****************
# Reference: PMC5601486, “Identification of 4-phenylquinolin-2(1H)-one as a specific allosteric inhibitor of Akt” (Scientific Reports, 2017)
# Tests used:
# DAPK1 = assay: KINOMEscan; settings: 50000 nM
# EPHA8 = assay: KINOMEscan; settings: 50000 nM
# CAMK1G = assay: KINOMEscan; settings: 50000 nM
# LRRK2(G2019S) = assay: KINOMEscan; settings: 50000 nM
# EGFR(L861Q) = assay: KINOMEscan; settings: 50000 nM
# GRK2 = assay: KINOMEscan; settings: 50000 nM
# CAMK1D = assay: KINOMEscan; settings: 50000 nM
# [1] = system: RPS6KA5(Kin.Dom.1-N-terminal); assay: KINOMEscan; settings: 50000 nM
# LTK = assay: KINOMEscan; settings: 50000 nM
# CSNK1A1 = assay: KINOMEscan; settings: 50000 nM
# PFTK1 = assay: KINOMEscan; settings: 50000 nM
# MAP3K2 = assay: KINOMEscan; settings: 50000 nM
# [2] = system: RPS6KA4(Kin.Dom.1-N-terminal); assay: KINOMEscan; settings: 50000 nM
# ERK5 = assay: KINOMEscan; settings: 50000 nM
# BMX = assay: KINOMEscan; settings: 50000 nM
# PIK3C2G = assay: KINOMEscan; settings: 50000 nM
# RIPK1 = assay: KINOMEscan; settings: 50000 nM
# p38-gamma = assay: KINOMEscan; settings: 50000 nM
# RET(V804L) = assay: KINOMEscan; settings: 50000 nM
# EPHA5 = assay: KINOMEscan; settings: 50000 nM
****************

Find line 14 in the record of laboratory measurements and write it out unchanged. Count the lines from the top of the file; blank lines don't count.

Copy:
# MAP3K2 = assay: KINOMEscan; settings: 50000 nM